I didn’t do a birthday post for you last year, sweet girl.  I’m pretty sure that is mostly because we were away on vacation on your actual birthday, having the most marvelous of Dude Ranch experiences.  But if I’m being totally and completely honest, it might also have been because I just forgot a little bit.

I do that sometimes with you … I forget.  I forget that you are still so young, because you act so responsibly.  I forget that you still need so much, because you are so self-reliant.  I forget that sometimes answering your child’s question opens a door to conversations we may not be ready to have, because your logical linear thinking gets you several steps ahead of the game before I realize we’ve gone down the rabbit hole.  I worry about forgetting these things, but I am wracked with guilt over the possibility that sometimes I may forget that you are your very own you, because you are so very much like me.

And you are like me, dear one.  Holy moly, so very much so.  First daughter of a first daughter.  Eldest sibling responsible for setting a good example for the younger ones.  A success in school, an information junkie, a child capable of having the most adult of conversations.  You are hard on yourself.  You are embarrassed by anything less than perfection.  You worry.  Your mannerisms echo mine, you parent your brother and sister as I parent, you readily adopt my thoughts and my opinions and my viewpoints.  You beam when your grandparents or your aunts say, “You are so much like your mother.”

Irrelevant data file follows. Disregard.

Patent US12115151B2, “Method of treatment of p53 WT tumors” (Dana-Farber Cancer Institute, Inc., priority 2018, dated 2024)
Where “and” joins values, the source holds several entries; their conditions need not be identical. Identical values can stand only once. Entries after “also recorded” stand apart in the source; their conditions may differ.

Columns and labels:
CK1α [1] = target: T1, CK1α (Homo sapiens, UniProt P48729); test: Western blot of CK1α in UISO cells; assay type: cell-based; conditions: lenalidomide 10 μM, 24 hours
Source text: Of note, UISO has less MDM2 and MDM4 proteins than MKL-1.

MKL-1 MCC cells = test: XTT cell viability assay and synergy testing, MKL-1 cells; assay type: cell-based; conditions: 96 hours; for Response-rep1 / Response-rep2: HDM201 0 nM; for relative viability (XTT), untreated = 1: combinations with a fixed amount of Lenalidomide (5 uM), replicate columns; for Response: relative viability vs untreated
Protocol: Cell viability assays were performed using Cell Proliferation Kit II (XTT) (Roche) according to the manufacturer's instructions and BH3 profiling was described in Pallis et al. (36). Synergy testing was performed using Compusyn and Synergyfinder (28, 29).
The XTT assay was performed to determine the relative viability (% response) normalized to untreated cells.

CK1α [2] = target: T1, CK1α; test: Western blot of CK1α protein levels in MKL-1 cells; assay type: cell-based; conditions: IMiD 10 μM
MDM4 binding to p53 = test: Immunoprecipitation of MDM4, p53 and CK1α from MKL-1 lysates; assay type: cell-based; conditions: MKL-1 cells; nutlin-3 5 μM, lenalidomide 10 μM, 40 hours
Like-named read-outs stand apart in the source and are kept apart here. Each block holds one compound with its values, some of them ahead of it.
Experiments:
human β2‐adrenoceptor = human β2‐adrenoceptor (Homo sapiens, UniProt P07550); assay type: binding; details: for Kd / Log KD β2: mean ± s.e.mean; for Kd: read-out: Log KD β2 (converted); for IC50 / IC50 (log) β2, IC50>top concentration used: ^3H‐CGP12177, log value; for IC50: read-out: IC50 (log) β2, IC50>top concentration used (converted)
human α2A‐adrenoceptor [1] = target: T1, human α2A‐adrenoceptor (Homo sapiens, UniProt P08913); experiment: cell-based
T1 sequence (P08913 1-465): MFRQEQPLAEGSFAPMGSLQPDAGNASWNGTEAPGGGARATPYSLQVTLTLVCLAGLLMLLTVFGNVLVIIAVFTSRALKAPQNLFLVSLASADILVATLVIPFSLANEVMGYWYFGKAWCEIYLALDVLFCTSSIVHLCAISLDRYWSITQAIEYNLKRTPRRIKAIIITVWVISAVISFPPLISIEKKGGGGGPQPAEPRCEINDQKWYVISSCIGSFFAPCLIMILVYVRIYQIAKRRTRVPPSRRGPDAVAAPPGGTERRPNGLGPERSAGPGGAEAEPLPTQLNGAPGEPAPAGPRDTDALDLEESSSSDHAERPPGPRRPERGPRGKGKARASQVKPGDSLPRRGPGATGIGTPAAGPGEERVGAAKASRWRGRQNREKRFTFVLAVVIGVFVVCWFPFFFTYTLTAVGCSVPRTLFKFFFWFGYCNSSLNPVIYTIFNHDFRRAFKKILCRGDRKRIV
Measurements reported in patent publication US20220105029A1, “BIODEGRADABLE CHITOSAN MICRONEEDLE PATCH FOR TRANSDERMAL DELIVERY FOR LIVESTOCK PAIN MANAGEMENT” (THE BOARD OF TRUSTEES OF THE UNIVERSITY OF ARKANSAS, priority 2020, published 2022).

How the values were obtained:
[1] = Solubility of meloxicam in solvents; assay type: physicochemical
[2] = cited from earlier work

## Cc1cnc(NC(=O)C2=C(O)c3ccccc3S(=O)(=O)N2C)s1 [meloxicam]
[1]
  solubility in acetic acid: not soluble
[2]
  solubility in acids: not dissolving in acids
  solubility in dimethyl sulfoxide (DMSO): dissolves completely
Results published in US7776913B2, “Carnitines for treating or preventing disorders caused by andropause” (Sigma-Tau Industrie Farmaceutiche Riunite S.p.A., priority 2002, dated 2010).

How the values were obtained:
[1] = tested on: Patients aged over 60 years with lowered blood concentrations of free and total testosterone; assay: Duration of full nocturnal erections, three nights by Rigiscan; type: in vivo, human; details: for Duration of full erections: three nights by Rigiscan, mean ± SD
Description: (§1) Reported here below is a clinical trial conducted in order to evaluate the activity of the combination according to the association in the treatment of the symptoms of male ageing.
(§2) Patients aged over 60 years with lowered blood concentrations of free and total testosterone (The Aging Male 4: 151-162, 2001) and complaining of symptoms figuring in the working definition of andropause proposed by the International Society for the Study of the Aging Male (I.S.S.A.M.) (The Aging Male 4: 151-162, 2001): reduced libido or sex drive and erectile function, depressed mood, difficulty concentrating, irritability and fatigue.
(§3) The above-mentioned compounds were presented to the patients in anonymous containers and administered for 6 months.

And that scares me a little.  Because I have many, many flaws.  And although I hide the ones I can and try to explain and apologize to you for the ones I can’t, I know you see them anyway.  You see them.  I’m afraid you will copy them.  And I don’t want my flaws to become yours.

What I try to remember is that although you are like me, in body and mind and spirit in so many ways, you are also different, and so, so much better.  You, already, have bested the flaws I still fight.  You show patience far beyond what I am able to muster.  You are confident in a way I don’t recall ever being.  Like me, you are naturally shy, but you bow up to that shyness and forcibly shove it aside in a way I didn’t learn to do until I was well into my twenties.  You are fair and impartial.  You call ’em the way you see ’em and you don’t cut anybody any slack when they wrong you or the ones you love (I’m proud of you for that), but you forgive those you love for their transgressions (I’m proud of you for that, too).